Charting a new course

How colour-coded observation charts pioneered by UQ researchers are helping save more lives in hospitals.

A female nurse in blue scrubs looks down at a hospital chart examining information. Behind them, a male patient is resting in a hospital bed.

We’ve all seen movies or TV shows in which a doctor picks up a patient’s observation chart, gives it a quick once over and instantly orders a test or treatment. Observation charts have an air of mystique about them; full of symbols and information only medical professionals can decipher.

In reality, however, it turns out these charts are less Grey’s Anatomy and more grey area.

“Observation charts were generally designed by clinicians with no particular human factors or psychology training,” says Professor Mark Horswill from UQ’s School of Psychology.

He says that can lead to complications that could have been picked up earlier being missed.

“You get people being monitored on these charts, and then they deteriorate or have a negative outcome, and so the question was why were these clinical staff missing so many of these warning signs?”


This was a question that puzzled Marcus Watson, an Honorary Associate Professor at the School of Psychology and former Executive Director of the Clinical Skills Development Service in Queensland Health Metro North.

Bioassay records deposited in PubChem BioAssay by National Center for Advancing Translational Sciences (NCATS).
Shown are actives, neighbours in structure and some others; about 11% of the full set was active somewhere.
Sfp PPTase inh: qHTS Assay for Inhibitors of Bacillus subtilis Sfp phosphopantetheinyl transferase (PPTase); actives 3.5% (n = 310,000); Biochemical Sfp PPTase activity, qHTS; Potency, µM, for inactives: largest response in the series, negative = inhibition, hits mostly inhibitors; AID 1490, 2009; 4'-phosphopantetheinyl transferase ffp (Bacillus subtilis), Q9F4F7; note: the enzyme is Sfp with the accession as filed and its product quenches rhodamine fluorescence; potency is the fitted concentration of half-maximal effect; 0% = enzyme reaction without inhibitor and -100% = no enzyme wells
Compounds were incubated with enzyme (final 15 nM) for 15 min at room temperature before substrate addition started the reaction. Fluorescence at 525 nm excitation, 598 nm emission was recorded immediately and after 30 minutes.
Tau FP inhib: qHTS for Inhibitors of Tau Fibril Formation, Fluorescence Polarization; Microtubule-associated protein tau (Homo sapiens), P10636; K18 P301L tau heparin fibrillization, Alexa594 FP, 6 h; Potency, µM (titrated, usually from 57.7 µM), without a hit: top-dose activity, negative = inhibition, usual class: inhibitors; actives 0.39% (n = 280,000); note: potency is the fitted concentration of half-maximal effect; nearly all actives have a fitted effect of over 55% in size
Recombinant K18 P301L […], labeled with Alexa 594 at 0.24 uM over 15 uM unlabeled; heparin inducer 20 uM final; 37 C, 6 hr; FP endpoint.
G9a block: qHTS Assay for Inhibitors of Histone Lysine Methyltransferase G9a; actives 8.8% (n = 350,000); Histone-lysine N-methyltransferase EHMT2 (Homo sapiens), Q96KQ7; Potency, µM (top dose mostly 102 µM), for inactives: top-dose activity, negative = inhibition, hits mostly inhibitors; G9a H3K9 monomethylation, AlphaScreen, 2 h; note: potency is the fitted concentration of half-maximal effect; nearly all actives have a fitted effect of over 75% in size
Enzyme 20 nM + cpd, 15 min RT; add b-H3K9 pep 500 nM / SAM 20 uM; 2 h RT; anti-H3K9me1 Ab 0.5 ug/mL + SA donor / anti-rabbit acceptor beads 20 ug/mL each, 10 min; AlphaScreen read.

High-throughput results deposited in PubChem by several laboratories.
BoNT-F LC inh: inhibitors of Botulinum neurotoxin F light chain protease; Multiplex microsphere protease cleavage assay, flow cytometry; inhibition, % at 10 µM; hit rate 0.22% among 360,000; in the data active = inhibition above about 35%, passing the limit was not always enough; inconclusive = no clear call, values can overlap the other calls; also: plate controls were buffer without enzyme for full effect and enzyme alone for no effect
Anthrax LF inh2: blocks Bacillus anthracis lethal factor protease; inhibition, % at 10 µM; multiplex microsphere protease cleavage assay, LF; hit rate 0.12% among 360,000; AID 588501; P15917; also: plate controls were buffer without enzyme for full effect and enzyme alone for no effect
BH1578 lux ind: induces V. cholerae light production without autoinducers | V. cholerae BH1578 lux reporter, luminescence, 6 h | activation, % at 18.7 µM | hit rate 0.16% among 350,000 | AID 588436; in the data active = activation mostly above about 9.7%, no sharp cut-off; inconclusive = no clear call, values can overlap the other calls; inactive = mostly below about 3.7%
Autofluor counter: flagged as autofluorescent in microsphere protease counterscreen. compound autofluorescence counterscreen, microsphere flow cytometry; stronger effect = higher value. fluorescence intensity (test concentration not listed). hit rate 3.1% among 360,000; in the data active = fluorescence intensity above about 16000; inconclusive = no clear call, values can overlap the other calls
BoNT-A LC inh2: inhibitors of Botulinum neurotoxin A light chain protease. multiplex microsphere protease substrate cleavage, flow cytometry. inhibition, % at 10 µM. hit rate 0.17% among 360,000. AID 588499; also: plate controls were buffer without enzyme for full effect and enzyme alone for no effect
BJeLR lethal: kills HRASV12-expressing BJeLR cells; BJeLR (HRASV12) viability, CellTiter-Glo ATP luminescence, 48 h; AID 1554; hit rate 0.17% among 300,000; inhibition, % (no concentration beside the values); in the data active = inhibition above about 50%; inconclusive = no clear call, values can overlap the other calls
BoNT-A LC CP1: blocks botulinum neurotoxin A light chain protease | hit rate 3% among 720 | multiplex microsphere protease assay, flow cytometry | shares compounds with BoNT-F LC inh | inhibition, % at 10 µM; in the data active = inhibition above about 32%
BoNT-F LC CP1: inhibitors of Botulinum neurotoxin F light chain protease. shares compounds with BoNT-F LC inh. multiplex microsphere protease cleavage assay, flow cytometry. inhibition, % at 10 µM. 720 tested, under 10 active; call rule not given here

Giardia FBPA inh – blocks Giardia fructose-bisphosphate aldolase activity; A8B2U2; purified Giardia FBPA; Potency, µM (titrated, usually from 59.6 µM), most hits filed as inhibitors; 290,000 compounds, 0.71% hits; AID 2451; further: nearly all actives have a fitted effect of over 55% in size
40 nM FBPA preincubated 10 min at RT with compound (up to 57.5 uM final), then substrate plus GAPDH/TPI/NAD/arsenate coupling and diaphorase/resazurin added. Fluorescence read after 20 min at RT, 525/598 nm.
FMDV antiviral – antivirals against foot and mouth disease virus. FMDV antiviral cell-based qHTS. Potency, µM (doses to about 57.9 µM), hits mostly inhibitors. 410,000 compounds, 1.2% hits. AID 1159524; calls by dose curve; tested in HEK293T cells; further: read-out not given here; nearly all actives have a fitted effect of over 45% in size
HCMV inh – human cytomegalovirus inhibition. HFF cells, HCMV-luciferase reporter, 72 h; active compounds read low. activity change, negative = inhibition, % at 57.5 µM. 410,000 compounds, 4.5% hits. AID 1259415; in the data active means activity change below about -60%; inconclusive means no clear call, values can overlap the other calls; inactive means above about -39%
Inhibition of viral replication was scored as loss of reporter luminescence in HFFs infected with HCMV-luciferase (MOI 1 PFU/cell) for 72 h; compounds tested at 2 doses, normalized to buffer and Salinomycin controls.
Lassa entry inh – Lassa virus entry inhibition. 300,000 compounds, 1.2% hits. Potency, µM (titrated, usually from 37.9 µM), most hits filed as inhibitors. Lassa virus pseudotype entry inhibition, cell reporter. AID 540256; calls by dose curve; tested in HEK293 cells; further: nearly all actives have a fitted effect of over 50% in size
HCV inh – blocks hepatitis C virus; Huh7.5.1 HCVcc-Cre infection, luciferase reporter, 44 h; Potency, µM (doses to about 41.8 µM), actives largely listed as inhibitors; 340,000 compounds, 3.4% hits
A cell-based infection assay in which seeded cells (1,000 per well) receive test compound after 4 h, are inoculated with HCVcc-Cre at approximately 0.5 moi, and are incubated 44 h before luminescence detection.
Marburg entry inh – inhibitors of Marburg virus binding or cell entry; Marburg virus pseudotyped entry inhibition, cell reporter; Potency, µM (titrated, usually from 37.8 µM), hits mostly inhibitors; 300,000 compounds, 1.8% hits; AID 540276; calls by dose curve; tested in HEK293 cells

In 2009, he set out to answer it by recruiting Professor Horswill and another colleague from the School of Psychology, Dr Andrew Hill, to examine the design of these crucial charts that measure heart rate, blood pressure, temperature and more.

“Everything was a grid of numbers, and it’s very hard when you’re confronted with a table like that to easily spot when any of those numbers is outside the normal range, even for highly experienced people,” Professor Horswill says.

“Marcus realised, hang on – there’s a problem here clinicians are trying to solve that is actually a problem psychologists could have some valuable input into, and that’s when we set up our group.”

Professor Mark Horswill.

The team secured funding from the Queensland Health and Australian Commission for Safety and Quality of Healthcare to investigate how observation charts could be made more user-friendly and life-saving.

It's an area Professor Horswill is well-qualified to advise on, having previously used his knowledge of human behaviours to solve real-world problems and reduce harm. With a primary research focus on reducing road crash deaths, he led a team that developed a hazard perception test that was found to reduce novice driver crashes by 13 per cent and is now a compulsory part of Queensland’s driver licensing process.

Professor Horswill and the team proposed that the typical blocky, black-and-white chart design was adding to the ‘cognitive load’ for clinicians, meaning crucial details about a patient's safety were more likely to be overlooked.

Professor Mark Horswill. A man wearing a white collared shirt and black jacket. He has salt and pepper hair and is smiling.

Professor Mark Horswill.

Professor Mark Horswill.

An older-style hospital observation class. The colours are black and white, with the text small and blocky. It is full of columns for listing numbers, and is quite hard to read.

An example of a traditional hospital observation chart.

An example of a traditional hospital observation chart.

“Psychology and human factors are able to tell us how many things people can hold in their short term memory at any one time, how people’s attention is drawn to some things but not others, and how people prioritise and aggregate information,” he says.